Open the door to your heart and step outside! This is the voice I heard so clearly after returning from my morning walk with Jasper. I posted earlier that I was working to be more in presence and open to the miracle of the serendipitous encounter and guess what? We had one!
On the way through the park now closer to the lake I noticed a person lazing in the grass with a huge dog. On the way back towards the car I noticed the same person now sitting on a bench with her dog close by, we moved on and sat for a little while in the shade of the large poplar trees. A few moments later the woman and her dog approached I don’t know how the subject came up but her (very large) puppy drew close to me and on his neck was the most painful rash. The vet had given the dog medication for fleas which had the most horrible reaction on his skin. I felt like throwing up looking at the skin which was red raw. It was obvious that as her dog drew closer he was in a lot of pain and very distressed. He rubbed against me and I felt as though he was almost trying to jump inside my skin. At the same time he had a sad look on his face, almost as if he was saying to me “look what they did to me”.
“Its the way of vets these days, sadly”, the woman said to me. “It’s all about money and chemicals.” Welcome to the modern world. I was telling her how last week when Jasper tore his dew claw and was in a lot of pain I let him be and let him free just to rest with it and lick it until it felt better. I was a little anxious at the time but after about four days it came back right as rain. I had not tried to interfere with the natural healing process. I also told her of how this had triggered earlier memories of when the dog we had when I was a teenager that I pleaded and pleaded to own, ended up being hit by a car and would run behind the sofa to hide while Dad tried to give her medicine. We eventually gave Sasha away.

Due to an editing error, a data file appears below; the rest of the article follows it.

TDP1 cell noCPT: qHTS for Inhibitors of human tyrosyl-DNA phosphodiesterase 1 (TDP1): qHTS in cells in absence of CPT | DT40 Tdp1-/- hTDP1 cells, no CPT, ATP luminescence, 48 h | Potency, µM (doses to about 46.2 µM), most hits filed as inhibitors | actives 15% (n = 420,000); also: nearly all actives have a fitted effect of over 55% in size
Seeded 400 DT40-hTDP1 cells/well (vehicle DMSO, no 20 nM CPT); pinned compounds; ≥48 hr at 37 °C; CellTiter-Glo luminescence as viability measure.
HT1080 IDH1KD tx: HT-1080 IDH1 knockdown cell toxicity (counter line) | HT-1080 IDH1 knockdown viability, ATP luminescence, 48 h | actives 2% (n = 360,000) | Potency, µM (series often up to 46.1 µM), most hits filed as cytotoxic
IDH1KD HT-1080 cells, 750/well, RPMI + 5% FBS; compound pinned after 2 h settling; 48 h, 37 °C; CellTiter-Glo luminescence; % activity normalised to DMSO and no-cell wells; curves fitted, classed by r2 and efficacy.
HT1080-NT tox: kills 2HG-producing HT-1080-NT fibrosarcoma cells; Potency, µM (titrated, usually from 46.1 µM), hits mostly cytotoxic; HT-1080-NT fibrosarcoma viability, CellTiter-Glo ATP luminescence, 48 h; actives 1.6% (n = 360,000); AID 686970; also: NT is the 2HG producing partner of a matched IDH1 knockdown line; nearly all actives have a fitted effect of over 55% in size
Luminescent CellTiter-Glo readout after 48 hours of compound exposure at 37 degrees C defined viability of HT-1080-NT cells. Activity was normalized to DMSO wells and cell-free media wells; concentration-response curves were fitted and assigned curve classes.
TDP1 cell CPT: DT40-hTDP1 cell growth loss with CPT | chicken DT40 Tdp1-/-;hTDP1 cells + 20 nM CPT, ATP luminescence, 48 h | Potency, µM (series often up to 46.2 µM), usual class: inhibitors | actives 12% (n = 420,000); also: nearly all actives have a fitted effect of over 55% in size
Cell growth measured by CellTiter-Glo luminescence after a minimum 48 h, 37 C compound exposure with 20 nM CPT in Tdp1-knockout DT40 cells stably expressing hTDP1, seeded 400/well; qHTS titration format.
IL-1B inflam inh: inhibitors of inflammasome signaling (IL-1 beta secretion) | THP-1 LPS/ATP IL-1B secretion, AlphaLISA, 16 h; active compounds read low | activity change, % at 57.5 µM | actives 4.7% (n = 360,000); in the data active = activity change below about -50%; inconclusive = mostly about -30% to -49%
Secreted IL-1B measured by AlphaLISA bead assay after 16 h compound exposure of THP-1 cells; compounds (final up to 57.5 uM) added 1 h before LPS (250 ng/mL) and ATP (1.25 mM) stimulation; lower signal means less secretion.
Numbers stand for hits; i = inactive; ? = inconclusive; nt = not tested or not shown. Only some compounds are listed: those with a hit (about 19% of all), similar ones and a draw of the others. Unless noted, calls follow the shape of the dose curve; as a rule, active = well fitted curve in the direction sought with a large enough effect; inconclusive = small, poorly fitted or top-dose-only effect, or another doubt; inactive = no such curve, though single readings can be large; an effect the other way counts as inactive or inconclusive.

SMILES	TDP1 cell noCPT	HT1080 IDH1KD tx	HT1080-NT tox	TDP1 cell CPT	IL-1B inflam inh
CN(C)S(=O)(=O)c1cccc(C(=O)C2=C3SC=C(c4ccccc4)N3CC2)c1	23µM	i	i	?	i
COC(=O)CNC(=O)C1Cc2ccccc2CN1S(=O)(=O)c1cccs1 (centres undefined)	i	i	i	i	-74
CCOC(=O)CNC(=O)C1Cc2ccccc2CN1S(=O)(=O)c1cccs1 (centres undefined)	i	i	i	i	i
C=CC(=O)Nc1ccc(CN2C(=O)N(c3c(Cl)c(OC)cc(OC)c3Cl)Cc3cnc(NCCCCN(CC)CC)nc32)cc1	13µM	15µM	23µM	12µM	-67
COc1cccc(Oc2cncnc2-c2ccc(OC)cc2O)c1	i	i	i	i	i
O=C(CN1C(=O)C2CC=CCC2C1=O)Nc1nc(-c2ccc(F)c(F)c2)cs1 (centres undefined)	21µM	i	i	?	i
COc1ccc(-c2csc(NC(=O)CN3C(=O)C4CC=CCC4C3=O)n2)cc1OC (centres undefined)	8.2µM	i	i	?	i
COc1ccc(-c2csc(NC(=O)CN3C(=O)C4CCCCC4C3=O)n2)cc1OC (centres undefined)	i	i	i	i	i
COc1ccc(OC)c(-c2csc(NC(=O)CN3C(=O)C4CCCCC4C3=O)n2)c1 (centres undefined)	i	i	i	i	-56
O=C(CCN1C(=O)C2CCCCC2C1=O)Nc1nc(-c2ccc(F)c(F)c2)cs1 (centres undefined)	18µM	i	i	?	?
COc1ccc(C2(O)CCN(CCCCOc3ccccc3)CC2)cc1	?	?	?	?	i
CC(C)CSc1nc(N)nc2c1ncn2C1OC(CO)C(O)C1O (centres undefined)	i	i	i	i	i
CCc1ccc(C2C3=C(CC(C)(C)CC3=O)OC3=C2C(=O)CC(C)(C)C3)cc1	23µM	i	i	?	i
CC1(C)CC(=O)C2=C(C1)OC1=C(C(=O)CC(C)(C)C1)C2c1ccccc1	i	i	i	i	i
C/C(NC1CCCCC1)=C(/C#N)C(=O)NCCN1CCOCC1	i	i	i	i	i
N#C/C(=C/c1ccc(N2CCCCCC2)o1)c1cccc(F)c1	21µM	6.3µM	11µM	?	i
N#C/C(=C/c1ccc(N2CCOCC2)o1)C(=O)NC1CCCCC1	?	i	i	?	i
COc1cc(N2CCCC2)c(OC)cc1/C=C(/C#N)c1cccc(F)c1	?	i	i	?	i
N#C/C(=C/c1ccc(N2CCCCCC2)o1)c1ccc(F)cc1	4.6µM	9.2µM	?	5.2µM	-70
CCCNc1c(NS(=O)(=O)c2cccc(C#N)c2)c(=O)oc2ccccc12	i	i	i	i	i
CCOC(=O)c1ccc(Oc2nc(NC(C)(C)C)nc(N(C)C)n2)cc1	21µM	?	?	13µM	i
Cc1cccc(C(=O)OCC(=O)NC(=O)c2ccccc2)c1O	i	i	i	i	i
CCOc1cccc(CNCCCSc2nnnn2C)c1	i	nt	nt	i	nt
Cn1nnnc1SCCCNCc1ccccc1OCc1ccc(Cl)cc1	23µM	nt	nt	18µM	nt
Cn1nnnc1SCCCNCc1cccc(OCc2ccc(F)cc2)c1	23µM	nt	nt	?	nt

From this one small opener we had the most wonderful, heartfelt, connected conversation which ranged across so may subjects and most especially about the special connection between humans and dogs which takes us into the magic of the present moment. On this occasion it was our dogs that had connected us and we ended up having so much in common.
Maria had just moved recently to my home town from a town due north due to a cyclone. She was telling me of the difficulties she was experiencing in a place which we both find very stitched up and conservative. Her background was from Austria and she then went on to share with me some of her ideas about the impact of migration, the difficulties we have in Australia due to it being a colony founded on convict labour, full of shame and judgement of how hard it was moving here when she was young. And it strikes me that even though we were sharing all of these painful things in the present moment we were safe, happy, relaxed, connected. What a blessing!
I learned that Maria is an art therapist, she wants to work with returned soldiers or those who have been traumatised by war. These are two subjects dear to my heart. I was able to share with her that on Saturday I had opened a local magazine that spoke of a man whose plan is to use various forms of art therapy and expression to help those who have undergone trauma. I was able to share this with Maria and promised to drop the article by later on. We had both opened our hearts to each other and made a new friend.
On the way home I was listening to a song by Sinaed O’Connor and heard the following lyrics: “thank you for breaking my heart, thank you for tearing it apart, now I’ve a strong, strong heart, thank you for breaking my heart”. I also thought of the movie Must Love Dogs in which the character played by John Cusack shares his theory about painful breakups. He says that he thinks that maybe the purpose of having our hearts broken is so that they can open wider. I am not sure how true this is as some of us chose to shut and lock the door of our hearts closed even tighter at times after they have been hurt. Maybe just like Jasper we need time to retreat to lick our injuries and allow them the natural time to heal but I do feel the true healing comes when we can open to others and be fully received.
Further reflections I had were this. Maybe as a young child our heart is just naturally open, like that of a dog. Over years how our heart is treated impacts how much we can tolerate or stay in this naturally joyous and all feeling open hearted state. The wounds to our heart and our anger or rage or fear show where our thwarted need for love left its deep scars. Maybe for some of us opening up our hearts to love means raging and living deep within the painful tortured fire of this wounded place for some time.
But I do believe that there is always a possibility of leaving this tortured place in time, opportunities to open the locked door of our hearts and step out into a brand new day of sunshine. Along the open hearted road we have the opportunity to meet those who with their own hearts, broken or whole are also taking the risk to open to hope, to purpose, to meaning, to connection, to healing and to love.